By Ben Rawlence. St. Martin’s Press, 2022. 320 pages. $29.99/hardcover; $20/paperback (available in the US in December 2023); $14.99/eBook.
If we want to be part of the assemblage of species that coevolves to survive the coming upheaval then we need to revive that essential entanglement with other living things. We all need to learn once again to think like a forest.
This beautifully written book, almost poetic at times, is filled with insights and understandings that touch the heart and inform us of the dangers of the changes in climate. Author Ben Rawlence takes us on a deeply felt journey, encircling the globe in the boreal forest, a green “lung” that is a nearly continuous green ring, and essential to the planet’s health. By inviting the reader to meet the trees and the indigenous people who depend upon them, Rawlence helps the reader to understand how the trees and the cultures are intertwined, and how seriously they are physically and culturally endangered from climate change.
Beginning in the northern Scottish Highlands (Rawlence lives in Wales), we learn about the Scots pine and the pastoralist, indigenous crofters (tenant farmers). He points out that beyond the productive value of forests, we need them—even more now—for the oxygen and biodiversity that we require to survive. He writes:
Over eight thousand years of wooded history and all the birds and insects and mammals that make up the finely balanced system of forest that has evolved around the Scots pine could be obliterated within the lifetime of a single tree.
He moves on to the northernmost parts of Norway, where the downy birch lives. It is here the Sámi reindeer herders depend on the birch for shelter, fuel, and transport. The downy birch is essential for their way of life and their very survival. The breakdown in weather patterns—warmer temperatures, shorter winters, and thinner snowpack—is hampering the reindeer and the herders as they sink down through the softer snow.
The taiga, a subarctic boreal forest, is the next stop. The taiga covers over half of the landmass of Russia, where another hardy tree, the Dahurian larch, lives. This is also where the few remaining Nganasan people live. We learn that there is much changing in the taiga, and the changes affect the larch’s ability to cycle and sequester carbon. The author points out that as a keystone species, humans have been driving much of the changes in the taiga. He writes:
The landscapes we have grown up in and taken for granted for a few short generations are not timeless at all, but a human-shaped moment in a continuous dynamic of changing colors of blue ocean, white ice and green forest on a ball of rock, surrounded by gas, spinning in space.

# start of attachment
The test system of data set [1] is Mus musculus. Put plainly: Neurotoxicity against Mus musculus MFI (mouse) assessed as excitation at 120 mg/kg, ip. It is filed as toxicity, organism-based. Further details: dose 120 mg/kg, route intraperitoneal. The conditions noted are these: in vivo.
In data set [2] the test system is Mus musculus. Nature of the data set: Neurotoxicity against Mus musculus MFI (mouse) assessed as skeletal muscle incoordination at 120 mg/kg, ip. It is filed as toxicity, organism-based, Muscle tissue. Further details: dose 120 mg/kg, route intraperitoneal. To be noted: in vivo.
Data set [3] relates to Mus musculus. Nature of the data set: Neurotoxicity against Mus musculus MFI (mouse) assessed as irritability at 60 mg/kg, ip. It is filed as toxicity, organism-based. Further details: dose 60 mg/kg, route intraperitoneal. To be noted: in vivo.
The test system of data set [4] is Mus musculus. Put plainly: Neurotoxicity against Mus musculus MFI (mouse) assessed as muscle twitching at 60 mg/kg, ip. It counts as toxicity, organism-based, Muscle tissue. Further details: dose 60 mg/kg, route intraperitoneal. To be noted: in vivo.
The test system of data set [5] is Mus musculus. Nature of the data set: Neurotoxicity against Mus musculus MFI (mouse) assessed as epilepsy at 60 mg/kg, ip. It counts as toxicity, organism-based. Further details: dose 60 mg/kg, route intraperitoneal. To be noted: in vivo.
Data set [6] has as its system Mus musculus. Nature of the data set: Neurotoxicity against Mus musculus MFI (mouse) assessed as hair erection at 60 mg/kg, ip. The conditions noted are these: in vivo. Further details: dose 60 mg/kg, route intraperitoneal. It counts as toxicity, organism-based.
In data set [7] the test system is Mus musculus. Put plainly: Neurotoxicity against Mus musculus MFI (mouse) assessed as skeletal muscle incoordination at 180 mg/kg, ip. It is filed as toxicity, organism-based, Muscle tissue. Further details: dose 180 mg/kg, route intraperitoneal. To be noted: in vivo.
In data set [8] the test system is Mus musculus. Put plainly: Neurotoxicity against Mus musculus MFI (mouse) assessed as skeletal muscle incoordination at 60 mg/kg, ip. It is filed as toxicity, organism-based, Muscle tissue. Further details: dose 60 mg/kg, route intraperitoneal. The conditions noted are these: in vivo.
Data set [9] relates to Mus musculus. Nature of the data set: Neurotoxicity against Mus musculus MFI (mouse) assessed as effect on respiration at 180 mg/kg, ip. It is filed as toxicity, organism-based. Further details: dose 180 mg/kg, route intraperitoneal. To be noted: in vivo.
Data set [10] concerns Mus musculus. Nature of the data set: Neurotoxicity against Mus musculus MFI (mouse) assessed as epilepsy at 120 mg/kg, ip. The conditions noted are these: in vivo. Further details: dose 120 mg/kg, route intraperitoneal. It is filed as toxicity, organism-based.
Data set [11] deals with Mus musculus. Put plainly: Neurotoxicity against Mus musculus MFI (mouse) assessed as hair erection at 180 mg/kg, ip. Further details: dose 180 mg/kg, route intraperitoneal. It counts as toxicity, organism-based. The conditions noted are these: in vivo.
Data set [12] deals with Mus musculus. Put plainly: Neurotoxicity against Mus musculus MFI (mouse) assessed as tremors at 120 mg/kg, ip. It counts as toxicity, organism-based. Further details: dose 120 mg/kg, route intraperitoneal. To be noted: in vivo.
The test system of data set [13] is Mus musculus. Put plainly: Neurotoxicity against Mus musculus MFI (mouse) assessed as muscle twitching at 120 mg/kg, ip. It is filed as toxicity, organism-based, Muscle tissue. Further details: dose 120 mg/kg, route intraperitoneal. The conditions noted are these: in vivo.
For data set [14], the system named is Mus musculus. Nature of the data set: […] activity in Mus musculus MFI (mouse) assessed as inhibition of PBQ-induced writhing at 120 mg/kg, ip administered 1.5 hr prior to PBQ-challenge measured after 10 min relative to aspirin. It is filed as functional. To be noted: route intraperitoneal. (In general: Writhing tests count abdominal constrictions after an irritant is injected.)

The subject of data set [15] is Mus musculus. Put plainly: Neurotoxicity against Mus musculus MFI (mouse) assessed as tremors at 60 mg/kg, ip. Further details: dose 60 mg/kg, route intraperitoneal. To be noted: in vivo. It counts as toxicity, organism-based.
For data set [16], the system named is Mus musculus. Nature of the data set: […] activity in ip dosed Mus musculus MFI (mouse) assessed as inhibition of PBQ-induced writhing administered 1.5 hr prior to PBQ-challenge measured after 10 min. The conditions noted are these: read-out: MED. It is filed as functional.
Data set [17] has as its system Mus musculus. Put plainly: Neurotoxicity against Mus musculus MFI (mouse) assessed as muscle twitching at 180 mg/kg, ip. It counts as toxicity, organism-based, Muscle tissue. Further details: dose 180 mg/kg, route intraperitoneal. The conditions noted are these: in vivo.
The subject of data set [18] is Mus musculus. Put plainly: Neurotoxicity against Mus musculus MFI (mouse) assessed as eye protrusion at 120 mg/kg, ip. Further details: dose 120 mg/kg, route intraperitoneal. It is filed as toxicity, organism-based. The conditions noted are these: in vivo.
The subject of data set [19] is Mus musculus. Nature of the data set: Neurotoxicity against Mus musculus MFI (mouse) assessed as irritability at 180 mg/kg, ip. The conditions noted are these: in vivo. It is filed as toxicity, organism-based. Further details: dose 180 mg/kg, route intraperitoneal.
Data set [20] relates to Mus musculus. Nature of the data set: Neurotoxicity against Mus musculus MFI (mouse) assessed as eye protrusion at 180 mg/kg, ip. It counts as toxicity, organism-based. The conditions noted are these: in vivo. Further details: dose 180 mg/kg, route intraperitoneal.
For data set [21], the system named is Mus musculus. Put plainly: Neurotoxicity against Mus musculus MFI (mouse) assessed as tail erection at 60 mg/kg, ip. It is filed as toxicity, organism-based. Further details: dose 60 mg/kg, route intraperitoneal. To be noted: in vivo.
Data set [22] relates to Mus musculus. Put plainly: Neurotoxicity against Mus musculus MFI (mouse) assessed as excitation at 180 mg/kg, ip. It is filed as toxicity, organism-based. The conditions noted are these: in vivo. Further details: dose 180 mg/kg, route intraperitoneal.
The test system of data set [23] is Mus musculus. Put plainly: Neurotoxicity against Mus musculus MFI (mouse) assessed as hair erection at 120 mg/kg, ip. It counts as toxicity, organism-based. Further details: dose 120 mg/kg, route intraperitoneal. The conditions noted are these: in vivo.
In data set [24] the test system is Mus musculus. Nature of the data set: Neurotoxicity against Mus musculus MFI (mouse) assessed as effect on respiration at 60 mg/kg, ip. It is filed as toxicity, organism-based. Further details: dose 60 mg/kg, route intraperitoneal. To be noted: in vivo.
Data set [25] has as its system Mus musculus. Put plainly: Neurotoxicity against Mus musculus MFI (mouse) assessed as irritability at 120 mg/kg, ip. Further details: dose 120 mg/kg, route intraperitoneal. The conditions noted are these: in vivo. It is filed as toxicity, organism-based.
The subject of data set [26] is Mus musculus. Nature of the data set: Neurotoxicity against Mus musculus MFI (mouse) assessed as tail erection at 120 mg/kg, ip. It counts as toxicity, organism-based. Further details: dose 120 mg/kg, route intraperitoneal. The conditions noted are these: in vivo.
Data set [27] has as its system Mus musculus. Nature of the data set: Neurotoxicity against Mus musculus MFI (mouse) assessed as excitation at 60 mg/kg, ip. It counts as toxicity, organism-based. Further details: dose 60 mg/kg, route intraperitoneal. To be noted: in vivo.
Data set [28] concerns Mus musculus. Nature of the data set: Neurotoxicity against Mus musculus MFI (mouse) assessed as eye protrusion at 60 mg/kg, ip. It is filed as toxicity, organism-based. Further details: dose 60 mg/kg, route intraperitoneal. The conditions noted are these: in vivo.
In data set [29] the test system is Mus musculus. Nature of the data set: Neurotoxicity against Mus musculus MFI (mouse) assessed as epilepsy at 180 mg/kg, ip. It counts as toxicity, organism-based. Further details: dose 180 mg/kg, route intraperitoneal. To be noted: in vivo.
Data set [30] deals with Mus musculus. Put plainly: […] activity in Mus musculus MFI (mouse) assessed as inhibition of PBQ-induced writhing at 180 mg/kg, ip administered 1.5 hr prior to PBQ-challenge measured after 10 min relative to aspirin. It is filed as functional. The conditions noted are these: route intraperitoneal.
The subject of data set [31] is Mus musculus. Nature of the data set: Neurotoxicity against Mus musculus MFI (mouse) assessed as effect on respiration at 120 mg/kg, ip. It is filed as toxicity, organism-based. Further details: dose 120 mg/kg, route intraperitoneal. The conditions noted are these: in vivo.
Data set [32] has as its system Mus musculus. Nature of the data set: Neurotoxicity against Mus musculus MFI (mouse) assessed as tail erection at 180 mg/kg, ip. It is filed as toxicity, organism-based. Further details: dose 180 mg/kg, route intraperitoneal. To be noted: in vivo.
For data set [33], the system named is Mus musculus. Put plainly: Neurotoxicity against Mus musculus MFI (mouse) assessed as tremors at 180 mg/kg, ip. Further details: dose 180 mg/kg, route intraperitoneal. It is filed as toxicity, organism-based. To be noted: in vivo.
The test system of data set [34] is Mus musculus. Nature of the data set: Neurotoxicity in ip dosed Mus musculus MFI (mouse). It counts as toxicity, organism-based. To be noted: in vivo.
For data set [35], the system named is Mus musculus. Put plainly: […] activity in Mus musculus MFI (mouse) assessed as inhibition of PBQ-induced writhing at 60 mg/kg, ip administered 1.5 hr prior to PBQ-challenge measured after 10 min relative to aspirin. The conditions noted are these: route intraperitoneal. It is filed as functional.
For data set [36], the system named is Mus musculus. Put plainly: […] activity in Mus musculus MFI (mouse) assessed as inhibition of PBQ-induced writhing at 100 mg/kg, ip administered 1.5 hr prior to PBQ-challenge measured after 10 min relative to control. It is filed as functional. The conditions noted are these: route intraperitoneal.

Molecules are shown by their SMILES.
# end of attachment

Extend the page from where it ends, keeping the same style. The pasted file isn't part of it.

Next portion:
Then the author goes on to Alaska to meet the white and black spruce and the indigenous Koyukon people who live at the Arctic Circle. He learns from the Koyukon that the unnatural has become the natural—one of the realities of climate breakdown—and that the spruce, which the Koyukon use for medicinal purposes, are endangered. Between 21 and 25 medicinal biochemicals are found in the spruce. The trees attract insects that use some of the medicinal offerings; the insects become food for migrating birds; and the birds groom the trees for insects. Diminishment of the spruce therefore is a warning of major breakdown.
In Churchill, Manitoba, in Canada, where tourists travel great distances to see polar bears, the balsam poplar is a key tree species for the indigenous Anishinaabe people. These poplars are essential for the future of our planet because they create forests, which contribute to a network of plant roots that store carbon and emit oxygen. Rawlence writes:
[T]he indigenous peoples who have lived here ever since the land rose out of the water in their creation myth, around eight thousand years ago, the same as the Stone Age in Europe, do not imagine humans as separate from the land, but as part of a total system, one organism.
I wonder how we can change our worldview to embrace this principle as a core understanding. What role would Quakers play in this?
The Greenland mountain ash (a rowan) is the last key tree species on Rawlence’s journey. In Greenland, a place without many natural trees because it’s too isolated to receive seeds from birds or wind, people are planting a variety of trees, understanding their importance to their future. A species of rowan tree ended up in Greenland after the last Ice Age. The rowans adapted over time, producing smaller leaves and becoming less ambitious in height. One of the descendants of Vikings who still lives in Greenland laments that the people with the old skills are dying out. Her grief, Rawlence writes, arises from the thought of this is “how the world ends: in a myriad of tiny tragedies. Each extinction of species, language, custom is noted not with a howl of protest but with a quiet tear.”
Ruah Swennerfelt is a member of Middlebury (Vt.) Meeting, where she serves on the Earthcare Committee. She is also on the New England Yearly Meeting Earth Quaker Justice Team. Along with her husband, she homesteads on the unceded lands of the Abenaki.